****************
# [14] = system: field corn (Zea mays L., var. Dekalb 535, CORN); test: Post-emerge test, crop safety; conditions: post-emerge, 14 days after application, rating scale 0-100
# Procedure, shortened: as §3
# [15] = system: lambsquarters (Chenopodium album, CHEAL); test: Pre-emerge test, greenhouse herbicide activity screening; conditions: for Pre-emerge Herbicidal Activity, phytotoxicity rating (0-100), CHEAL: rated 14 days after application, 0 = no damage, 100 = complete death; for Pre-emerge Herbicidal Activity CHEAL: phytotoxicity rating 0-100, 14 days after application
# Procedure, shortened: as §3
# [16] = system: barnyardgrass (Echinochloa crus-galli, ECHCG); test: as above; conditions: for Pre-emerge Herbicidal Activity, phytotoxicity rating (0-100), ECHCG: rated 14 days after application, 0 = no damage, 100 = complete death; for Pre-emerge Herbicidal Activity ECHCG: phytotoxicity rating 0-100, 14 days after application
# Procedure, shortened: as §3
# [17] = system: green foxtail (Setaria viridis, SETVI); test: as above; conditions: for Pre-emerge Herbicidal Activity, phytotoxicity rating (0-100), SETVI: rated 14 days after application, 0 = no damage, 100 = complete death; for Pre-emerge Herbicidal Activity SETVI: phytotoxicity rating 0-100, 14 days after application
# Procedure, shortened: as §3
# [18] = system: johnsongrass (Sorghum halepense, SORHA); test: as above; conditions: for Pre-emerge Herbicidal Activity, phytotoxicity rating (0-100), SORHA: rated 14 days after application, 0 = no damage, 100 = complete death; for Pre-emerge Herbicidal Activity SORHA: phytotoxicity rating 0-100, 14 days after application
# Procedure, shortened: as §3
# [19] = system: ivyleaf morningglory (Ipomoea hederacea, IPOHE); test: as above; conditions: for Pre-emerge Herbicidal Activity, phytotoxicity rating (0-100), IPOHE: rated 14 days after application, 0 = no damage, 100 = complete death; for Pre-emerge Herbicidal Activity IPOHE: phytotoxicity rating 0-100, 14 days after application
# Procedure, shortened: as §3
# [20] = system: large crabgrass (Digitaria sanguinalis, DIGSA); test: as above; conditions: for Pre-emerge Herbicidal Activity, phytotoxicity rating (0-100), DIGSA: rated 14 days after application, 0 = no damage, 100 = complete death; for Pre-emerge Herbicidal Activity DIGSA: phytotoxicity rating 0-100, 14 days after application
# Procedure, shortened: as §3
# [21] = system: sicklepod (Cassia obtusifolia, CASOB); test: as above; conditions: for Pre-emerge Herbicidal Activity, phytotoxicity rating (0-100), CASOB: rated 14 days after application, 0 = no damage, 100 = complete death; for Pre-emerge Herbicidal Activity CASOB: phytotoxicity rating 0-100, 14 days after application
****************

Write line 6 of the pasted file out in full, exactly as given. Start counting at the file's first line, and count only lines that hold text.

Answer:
# Procedure, shortened: as §3